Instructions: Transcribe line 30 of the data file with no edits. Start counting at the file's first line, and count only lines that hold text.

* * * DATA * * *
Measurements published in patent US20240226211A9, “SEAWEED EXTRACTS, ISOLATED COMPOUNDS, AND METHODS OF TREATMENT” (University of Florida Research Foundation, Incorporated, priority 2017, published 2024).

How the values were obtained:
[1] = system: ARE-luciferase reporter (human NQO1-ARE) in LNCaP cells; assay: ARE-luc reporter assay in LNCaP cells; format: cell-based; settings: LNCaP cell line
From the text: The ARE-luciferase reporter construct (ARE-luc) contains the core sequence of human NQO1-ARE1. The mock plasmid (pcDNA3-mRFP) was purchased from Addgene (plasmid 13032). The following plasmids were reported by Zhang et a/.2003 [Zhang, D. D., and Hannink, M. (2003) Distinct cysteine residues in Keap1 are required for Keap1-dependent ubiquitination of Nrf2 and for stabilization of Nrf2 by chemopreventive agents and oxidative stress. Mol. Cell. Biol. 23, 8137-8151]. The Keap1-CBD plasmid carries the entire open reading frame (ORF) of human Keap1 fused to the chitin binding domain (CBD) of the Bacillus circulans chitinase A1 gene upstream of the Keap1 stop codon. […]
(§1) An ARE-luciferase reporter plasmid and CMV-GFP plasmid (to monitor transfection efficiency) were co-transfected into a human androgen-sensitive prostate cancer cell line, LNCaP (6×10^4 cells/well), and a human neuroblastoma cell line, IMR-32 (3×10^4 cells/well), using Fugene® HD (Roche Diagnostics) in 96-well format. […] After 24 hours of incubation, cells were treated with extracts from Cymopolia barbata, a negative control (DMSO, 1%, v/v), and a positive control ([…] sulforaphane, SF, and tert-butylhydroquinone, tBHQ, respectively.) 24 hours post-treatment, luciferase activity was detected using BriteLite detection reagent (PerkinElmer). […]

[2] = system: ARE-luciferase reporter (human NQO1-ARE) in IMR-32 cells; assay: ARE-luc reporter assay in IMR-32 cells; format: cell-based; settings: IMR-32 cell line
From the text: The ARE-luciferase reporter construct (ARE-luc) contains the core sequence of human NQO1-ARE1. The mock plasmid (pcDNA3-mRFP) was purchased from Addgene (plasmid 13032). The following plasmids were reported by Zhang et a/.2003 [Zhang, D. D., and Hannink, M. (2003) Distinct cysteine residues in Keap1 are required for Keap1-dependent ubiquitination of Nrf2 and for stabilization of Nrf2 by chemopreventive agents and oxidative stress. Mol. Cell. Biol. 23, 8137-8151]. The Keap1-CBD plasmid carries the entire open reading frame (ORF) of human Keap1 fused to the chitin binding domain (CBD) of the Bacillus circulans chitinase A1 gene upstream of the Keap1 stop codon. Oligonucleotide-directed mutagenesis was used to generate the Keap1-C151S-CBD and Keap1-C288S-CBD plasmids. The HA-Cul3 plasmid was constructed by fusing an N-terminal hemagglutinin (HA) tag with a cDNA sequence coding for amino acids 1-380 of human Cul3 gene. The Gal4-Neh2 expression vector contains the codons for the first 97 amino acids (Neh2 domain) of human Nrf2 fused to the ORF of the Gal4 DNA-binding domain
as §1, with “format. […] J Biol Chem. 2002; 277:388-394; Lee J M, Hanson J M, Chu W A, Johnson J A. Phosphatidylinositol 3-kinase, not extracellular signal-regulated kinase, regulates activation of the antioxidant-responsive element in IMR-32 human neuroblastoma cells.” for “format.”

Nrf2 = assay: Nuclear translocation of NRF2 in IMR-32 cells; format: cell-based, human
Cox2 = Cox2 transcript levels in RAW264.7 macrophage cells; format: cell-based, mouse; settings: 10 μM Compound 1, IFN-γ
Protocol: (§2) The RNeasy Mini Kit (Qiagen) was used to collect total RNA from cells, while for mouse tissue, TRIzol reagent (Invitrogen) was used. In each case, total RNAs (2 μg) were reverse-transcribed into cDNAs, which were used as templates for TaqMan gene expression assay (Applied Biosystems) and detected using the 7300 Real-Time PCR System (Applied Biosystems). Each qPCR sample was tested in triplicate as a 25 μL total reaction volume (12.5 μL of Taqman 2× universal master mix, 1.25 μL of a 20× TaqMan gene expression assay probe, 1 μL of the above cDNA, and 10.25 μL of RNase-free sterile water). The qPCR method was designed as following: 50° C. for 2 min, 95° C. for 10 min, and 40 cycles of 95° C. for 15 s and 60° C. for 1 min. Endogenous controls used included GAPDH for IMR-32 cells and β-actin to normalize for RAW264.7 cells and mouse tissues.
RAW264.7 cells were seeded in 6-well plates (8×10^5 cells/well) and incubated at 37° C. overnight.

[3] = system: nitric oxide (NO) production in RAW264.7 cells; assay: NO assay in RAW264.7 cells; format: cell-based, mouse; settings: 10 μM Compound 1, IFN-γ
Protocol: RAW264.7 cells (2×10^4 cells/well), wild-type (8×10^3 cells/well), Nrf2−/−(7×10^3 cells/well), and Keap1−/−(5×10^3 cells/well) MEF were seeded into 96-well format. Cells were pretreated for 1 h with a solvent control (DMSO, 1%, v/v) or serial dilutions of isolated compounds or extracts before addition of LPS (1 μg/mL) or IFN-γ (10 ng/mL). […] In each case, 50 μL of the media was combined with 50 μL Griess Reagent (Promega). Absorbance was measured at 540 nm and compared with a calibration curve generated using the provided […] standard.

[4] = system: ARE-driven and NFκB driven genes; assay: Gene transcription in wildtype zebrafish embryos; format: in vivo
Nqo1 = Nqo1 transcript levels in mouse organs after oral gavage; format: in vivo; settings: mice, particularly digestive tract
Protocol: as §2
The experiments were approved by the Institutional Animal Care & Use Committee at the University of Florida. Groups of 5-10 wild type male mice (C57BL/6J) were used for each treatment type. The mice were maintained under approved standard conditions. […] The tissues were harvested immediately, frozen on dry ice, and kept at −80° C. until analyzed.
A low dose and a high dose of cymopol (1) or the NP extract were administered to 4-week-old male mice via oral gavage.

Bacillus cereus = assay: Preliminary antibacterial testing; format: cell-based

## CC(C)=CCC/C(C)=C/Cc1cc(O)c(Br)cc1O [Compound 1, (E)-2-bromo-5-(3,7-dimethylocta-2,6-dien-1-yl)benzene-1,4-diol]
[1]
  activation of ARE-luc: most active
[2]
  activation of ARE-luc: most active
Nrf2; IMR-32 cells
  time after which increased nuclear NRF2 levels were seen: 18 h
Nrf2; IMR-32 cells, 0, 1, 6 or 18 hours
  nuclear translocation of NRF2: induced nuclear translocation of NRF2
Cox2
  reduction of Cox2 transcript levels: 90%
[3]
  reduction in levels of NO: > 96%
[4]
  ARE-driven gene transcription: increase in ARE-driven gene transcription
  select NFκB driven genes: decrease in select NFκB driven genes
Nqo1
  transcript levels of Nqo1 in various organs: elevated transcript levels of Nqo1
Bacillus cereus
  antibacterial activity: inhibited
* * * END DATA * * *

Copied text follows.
Cox2